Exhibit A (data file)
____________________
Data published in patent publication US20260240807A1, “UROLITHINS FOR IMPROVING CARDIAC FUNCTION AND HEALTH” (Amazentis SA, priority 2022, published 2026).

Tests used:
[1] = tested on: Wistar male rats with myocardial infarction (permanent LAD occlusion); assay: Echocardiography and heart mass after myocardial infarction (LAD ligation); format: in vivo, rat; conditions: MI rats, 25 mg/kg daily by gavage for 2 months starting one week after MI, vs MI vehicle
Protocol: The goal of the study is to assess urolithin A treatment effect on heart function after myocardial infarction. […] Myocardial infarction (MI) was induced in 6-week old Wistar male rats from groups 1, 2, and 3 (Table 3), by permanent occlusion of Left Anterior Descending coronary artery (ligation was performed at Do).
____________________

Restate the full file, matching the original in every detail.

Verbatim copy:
Data published in patent publication US20260240807A1, “UROLITHINS FOR IMPROVING CARDIAC FUNCTION AND HEALTH” (Amazentis SA, priority 2022, published 2026).

Tests used:
[1] = tested on: Wistar male rats with myocardial infarction (permanent LAD occlusion); assay: Echocardiography and heart mass after myocardial infarction (LAD ligation); format: in vivo, rat; conditions: MI rats, 25 mg/kg daily by gavage for 2 months starting one week after MI, vs MI vehicle
Protocol: The goal of the study is to assess urolithin A treatment effect on heart function after myocardial infarction. […] Myocardial infarction (MI) was induced in 6-week old Wistar male rats from groups 1, 2, and 3 (Table 3), by permanent occlusion of Left Anterior Descending coronary artery (ligation was performed at Do).